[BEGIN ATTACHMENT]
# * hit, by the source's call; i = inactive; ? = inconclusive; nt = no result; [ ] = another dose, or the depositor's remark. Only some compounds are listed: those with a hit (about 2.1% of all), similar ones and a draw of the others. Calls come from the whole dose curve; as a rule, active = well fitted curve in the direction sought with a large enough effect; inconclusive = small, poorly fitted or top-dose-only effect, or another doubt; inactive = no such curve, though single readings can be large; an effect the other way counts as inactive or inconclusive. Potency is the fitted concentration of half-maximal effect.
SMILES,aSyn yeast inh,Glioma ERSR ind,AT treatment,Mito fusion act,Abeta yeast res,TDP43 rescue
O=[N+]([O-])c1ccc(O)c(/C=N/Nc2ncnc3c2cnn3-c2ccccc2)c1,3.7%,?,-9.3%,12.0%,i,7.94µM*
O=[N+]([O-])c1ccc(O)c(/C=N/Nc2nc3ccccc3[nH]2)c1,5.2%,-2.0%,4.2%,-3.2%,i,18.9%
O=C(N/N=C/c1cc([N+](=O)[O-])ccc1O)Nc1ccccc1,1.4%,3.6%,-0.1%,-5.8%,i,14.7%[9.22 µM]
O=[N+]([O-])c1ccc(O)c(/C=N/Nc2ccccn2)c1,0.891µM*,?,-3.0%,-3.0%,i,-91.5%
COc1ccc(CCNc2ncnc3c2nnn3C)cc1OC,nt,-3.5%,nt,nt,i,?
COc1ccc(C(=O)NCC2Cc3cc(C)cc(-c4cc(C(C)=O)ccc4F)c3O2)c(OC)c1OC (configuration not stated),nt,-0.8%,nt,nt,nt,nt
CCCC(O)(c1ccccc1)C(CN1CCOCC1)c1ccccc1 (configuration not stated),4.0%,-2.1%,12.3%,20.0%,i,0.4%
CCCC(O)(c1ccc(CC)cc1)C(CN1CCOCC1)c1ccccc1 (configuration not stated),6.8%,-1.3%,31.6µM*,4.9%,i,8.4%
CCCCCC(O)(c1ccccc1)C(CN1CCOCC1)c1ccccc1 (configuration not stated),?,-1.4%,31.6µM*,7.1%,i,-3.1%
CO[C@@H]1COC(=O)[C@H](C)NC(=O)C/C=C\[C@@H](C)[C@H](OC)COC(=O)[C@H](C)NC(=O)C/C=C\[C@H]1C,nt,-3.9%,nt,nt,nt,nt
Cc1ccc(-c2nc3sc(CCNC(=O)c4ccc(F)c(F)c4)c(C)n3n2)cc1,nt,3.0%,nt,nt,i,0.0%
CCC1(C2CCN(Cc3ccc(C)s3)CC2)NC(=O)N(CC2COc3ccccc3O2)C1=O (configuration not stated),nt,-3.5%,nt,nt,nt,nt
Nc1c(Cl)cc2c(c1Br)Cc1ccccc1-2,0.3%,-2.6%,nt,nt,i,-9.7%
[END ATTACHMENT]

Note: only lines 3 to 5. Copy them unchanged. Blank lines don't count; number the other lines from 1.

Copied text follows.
O=[N+]([O-])c1ccc(O)c(/C=N/Nc2ncnc3c2cnn3-c2ccccc2)c1,3.7%,?,-9.3%,12.0%,i,7.94µM*
O=[N+]([O-])c1ccc(O)c(/C=N/Nc2nc3ccccc3[nH]2)c1,5.2%,-2.0%,4.2%,-3.2%,i,18.9%
O=C(N/N=C/c1cc([N+](=O)[O-])ccc1O)Nc1ccccc1,1.4%,3.6%,-0.1%,-5.8%,i,14.7%[9.22 µM]